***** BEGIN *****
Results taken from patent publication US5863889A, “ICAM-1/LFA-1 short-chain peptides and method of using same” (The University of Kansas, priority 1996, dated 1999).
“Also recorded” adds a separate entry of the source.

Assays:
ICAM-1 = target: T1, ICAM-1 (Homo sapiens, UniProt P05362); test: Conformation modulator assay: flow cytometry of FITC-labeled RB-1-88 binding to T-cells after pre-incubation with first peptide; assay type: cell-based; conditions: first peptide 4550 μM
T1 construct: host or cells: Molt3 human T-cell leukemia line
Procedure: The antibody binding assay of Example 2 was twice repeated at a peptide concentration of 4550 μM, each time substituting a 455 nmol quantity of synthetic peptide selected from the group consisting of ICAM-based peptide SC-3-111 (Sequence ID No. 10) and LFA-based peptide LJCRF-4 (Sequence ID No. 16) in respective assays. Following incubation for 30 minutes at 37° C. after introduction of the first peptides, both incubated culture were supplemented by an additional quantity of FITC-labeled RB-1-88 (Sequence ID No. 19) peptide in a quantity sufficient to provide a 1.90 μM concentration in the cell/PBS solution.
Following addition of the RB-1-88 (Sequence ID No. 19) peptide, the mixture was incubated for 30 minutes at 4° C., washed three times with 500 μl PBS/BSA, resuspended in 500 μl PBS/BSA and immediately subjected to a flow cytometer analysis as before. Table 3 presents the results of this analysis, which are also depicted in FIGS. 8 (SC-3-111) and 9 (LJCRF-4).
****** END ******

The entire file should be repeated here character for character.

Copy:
Results taken from patent publication US5863889A, “ICAM-1/LFA-1 short-chain peptides and method of using same” (The University of Kansas, priority 1996, dated 1999).
“Also recorded” adds a separate entry of the source.

Assays:
ICAM-1 = target: T1, ICAM-1 (Homo sapiens, UniProt P05362); test: Conformation modulator assay: flow cytometry of FITC-labeled RB-1-88 binding to T-cells after pre-incubation with first peptide; assay type: cell-based; conditions: first peptide 4550 μM
T1 construct: host or cells: Molt3 human T-cell leukemia line
Procedure: The antibody binding assay of Example 2 was twice repeated at a peptide concentration of 4550 μM, each time substituting a 455 nmol quantity of synthetic peptide selected from the group consisting of ICAM-based peptide SC-3-111 (Sequence ID No. 10) and LFA-based peptide LJCRF-4 (Sequence ID No. 16) in respective assays. Following incubation for 30 minutes at 37° C. after introduction of the first peptides, both incubated culture were supplemented by an additional quantity of FITC-labeled RB-1-88 (Sequence ID No. 19) peptide in a quantity sufficient to provide a 1.90 μM concentration in the cell/PBS solution.
Following addition of the RB-1-88 (Sequence ID No. 19) peptide, the mixture was incubated for 30 minutes at 4° C., washed three times with 500 μl PBS/BSA, resuspended in 500 μl PBS/BSA and immediately subjected to a flow cytometer analysis as before. Table 3 presents the results of this analysis, which are also depicted in FIGS. 8 (SC-3-111) and 9 (LJCRF-4).